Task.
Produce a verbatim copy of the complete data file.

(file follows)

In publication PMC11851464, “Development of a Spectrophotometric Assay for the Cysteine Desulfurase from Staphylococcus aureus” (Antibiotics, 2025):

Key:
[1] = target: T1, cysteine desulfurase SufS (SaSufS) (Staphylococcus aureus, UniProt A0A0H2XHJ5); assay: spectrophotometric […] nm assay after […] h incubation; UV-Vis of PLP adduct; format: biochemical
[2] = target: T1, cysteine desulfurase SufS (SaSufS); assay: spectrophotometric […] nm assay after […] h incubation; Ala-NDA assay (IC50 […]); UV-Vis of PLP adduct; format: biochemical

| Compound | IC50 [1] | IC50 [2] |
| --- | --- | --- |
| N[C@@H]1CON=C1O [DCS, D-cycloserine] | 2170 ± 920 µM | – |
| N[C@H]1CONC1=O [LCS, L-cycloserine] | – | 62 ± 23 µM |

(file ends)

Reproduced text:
In publication PMC11851464, “Development of a Spectrophotometric Assay for the Cysteine Desulfurase from Staphylococcus aureus” (Antibiotics, 2025):

Key:
[1] = target: T1, cysteine desulfurase SufS (SaSufS) (Staphylococcus aureus, UniProt A0A0H2XHJ5); assay: spectrophotometric […] nm assay after […] h incubation; UV-Vis of PLP adduct; format: biochemical
[2] = target: T1, cysteine desulfurase SufS (SaSufS); assay: spectrophotometric […] nm assay after […] h incubation; Ala-NDA assay (IC50 […]); UV-Vis of PLP adduct; format: biochemical

| Compound | IC50 [1] | IC50 [2] |
| --- | --- | --- |
| N[C@@H]1CON=C1O [DCS, D-cycloserine] | 2170 ± 920 µM | – |
| N[C@H]1CONC1=O [LCS, L-cycloserine] | – | 62 ± 23 µM |